I guess we all have favourite plays, operas, movies where “Meddle with that at your peril” is top of our mind. Some years ago there was a staging of “High Society” at the Old Vic which was so gruesome that lovers of the movie (me) fled at the interval to rush home to play the DVD to remind ourselves how great it was. I wouldn’t put “Oklahoma!” in Daniel Fish’s production quite in that category, I stayed to the end.
Bare with me as I explain why Rodgers and Hammerstein’s classic musical means a lot to me. When I was a child we only had two Long Playing records at home one of which was the Broadway cast recording of “Oklahoma”. Then in 1955 I saw the film and was hooked. In accessing R&H for the first time I sought out their other works and became a Rodgers and Hammerstein groupie, quite young. It’s a cliché to say it but “Oklahoma!” transformed musical theatre, it also transformed me.
The best stage performance I saw was that by the National Theatre in 1998, later filmed. But a concert-style staging at the BBC Proms in 2017 under John Wilson’s musical direction was vibrant despite the limited stage room in the Albert Hall (above).
And it’s the staging that for me most disappoints about the Daniel Fish directed production at Wyndham’s Theatre. The top picture shows the “set” just before the show starts. A bare stage with a few wooden tables and chairs. That memorable opening with Curly singing “Oh, what a Beautiful Mornin’ has him not starting offstage or riding in on his horse, as in the movie, but sitting with the rest of the cast as if he’s in a casual dress audition. This set and staging stays like this throughout the first Act. There is no attempt to in part tell the story with set or scenery.
Musical theatre has certainly become more full of elaborate sets and special effects since “Oklahoma!” was first seen in 1943 and in some respects this understated and under-staged production may be seen as an attempt to get back to the original. But actually it doesn’t do that. The downsizing applies to the band as well. Instead of anything like a full orchestra (as, appropriately, at the Prom) we have an eight piece string instrument ensemble. They were very good but it was a long way from the customary Big musical theatre sound.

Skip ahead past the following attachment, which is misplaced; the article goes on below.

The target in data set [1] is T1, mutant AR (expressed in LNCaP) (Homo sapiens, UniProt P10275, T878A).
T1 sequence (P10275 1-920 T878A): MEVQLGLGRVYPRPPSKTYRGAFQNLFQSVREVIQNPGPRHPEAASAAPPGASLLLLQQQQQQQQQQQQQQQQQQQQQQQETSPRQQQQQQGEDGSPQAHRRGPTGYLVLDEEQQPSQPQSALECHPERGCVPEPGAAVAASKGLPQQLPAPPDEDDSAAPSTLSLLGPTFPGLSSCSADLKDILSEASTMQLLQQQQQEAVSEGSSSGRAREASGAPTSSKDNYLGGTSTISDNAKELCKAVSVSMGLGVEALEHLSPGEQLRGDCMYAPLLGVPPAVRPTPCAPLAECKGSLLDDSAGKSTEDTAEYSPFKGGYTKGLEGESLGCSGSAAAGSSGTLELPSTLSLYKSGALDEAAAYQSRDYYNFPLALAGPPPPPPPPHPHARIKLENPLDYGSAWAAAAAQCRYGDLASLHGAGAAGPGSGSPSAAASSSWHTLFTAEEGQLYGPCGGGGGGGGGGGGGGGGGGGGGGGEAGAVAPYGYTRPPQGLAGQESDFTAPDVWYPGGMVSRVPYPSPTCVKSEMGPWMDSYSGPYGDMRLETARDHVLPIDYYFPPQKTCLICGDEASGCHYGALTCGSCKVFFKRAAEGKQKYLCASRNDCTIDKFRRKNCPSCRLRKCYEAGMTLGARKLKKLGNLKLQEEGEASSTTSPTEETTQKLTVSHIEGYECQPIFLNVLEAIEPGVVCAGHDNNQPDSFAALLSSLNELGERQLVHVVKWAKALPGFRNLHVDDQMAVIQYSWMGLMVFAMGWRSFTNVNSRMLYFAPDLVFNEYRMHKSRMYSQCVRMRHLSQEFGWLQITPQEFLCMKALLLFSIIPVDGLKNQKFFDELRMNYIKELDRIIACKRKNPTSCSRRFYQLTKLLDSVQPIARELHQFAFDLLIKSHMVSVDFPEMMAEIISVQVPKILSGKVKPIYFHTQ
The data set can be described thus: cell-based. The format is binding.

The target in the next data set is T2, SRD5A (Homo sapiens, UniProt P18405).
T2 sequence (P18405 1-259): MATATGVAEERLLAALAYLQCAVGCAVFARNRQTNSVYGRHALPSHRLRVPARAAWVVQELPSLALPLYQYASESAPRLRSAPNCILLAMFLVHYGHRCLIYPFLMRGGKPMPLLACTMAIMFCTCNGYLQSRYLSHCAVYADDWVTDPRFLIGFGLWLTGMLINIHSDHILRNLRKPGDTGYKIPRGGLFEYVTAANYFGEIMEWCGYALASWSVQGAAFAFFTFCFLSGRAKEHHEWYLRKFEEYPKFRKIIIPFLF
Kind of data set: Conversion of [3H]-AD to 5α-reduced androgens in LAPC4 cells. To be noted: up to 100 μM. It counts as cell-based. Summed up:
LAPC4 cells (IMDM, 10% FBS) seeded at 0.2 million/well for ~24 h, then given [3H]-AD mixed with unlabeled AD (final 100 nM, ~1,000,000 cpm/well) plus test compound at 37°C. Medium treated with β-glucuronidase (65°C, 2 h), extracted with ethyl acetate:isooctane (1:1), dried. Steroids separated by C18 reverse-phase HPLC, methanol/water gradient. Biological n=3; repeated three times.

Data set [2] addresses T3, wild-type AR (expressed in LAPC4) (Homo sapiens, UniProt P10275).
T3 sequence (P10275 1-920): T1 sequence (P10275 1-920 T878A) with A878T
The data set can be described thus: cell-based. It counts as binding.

The acting and singing was exemplary. Anoushka Lucas as Laurey and Arthur Darvill as Curly were very good and overall if you were listening to a radio broadcast you’d be impressed. The script of Oscar Hammerstein’s book is followed to the letter (though Jud’s final moments come differently as if there is some concern about exculpating knife crime in today’s youth machete-wielding gang times).
Gary Naylor has written a tough but fair review here which adds to my misgivings about this production. If you shut your eyes you can imagine the bright golden haze on the meadow. But if you’re paying £100 or more for good seats you want your eyes to be wide open and to see a bit of spectacle.
One thought on “Less isn’t more in this pared-down “Oklahoma!””
£100 Paddy Blimey! Sadly I haven’t set foot in a theatre since seeing Boys in the Band and Hair in the sixties. I agree about dumbing down. It’s happening everywhere. Standards of all most everything have been reduced. I feel sad for the young who didn’t experience the joys and freedoms we did. A young person going to your production of Oklahoma today would believe that’s all there was.
Your blog may help to persuade them to look further. We can only hope.